A Metropolitan Police officer is facing jail after acting as a recruiter for a banned neo-Nazi terrorist group.
PC Benjamin Hannam, from Edmonton in north London, is the first police officer to be convicted of involvement in far-right terrorism.
The 22-year-old was found guilty by an Old Bailey jury of being a member of National Action, a proscribed terrorist organisation, along with two counts of possessing documents useful for terrorism and for fraud.
After the police constable's arrest in March last year, detectives found an image on his iPhone showing him in police uniform, with a Hitler-style moustache superimposed on his face and a Nazi badge on his lapel.
They also found he had downloaded a knife-fighting manual and a copy of the "manifesto" of the right-wing extremist Anders Breivik, who murdered 77 people, mostly children, in bomb and gun attacks in Norway in 2011.
Prosecutors said the Breivik document included bomb-making instructions and "exhaustive justifications for his mass-casualty attacks".
PC Hannam, who worked with the emergency response team in Haringey, north London, joined the Met in March 2018.
National Action was proscribed by the government as a terrorist group on 16 December 2016.
But the Old Bailey heard how a month later, on 15 January 2017, Hannam travelled to Swindon to meet other members of the group.
He attended a number of meetings with group members in the months after - and participated in a filming session for a video promoting an off-shoot of National Action called NS131.
The court was shown videos of Hannam in physical activity sessions, including boxing, with members of the group in woodland.
Further videos showed Hannam and others in the group in Swindon, painting graffiti of the NS131 logo on walls at two locations around the town.
Those activities took place just weeks before he applied to join the Metropolitan Police in July 2017.
Hannam told the court his interest in fascism started because he liked the "bold look" of Nazi propaganda posters.
He said he suffered from autism, which made him obsessive about downloading material.
When police searched his bedroom after his arrest they found a number of Nazi propaganda posters on his bedroom wall.
His school had raised concerns internally over his extremist views after comments about immigration during a debate on Brexit and an A-level project on extremist ideology, which teachers said they were unable to submit because of the content.
The Metropolitan Police confirmed that no school reference was sought during Benjamin Hannam's application and vetting process.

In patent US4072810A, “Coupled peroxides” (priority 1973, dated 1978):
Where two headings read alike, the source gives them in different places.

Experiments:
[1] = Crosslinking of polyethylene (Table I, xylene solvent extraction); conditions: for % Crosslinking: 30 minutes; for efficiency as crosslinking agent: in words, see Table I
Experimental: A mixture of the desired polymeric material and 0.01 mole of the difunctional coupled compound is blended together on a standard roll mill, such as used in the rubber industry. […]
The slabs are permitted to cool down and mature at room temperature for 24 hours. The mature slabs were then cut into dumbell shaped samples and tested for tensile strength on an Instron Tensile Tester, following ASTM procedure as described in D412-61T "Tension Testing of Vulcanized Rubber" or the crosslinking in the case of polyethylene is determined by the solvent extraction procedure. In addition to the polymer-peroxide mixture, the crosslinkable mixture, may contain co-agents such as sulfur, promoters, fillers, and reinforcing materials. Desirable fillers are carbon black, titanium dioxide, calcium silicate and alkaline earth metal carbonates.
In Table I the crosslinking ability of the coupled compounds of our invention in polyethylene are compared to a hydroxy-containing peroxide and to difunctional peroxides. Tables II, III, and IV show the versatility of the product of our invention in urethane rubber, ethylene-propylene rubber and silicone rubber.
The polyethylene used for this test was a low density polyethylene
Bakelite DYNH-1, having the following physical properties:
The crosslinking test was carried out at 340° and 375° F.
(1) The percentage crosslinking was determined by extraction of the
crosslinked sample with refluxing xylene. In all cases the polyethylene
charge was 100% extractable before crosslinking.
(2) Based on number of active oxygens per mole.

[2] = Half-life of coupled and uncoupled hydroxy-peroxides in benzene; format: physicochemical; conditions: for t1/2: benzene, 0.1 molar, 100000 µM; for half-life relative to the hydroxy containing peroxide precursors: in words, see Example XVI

As part of that process, he was asked if he had ever been a member of the British National Party "or a similar organisation, whose constitution, aims, objectives, or pronouncements may contradict police officers' duty to promote race equality".
In answering no, he was said to have defrauded the police out of the £66,000 they spent employing him between 26 March 2018, when he started as a trainee, and his arrest in March 2020.
Commander Richard Smith, head of Scotland Yard's Counter-Terrorism Command, said: "Obviously there will be some concern that somebody who was a member of a group like National Action was able to become a member of Metropolitan Police Service but once we had identified that fact we acted very swiftly.
"Clearly having a mindset of that type is completely incompatible with being a police officer.
"We are highly concerned that we have a serving police officer who has previously been a member of a proscribed organisation such as National Action and we have followed every line of inquiry as you would expect us to do so."
The young officer's activity was discovered when an anonymous hacker using the name "antifa-data" (anti-fascist data) hacked into a neo-Nazi forum called Iron March and published details of its 1,185 users online.
A judge had previously ruled Hannam's trial could not be reported because he was also facing charges of possessing prohibited images of underage girls.
But after he pleaded guilty to the charges towards the end of this trial, his links to far-right terrorism can now be reported.
After his arrest, PC Hannam's stop and search records, crime reports and case files were all the subject of a detailed review by the Metropolitan Police.
The force said that review found that there was "no evidence that Constable Hannam targeted individuals as a result of any right-wing views".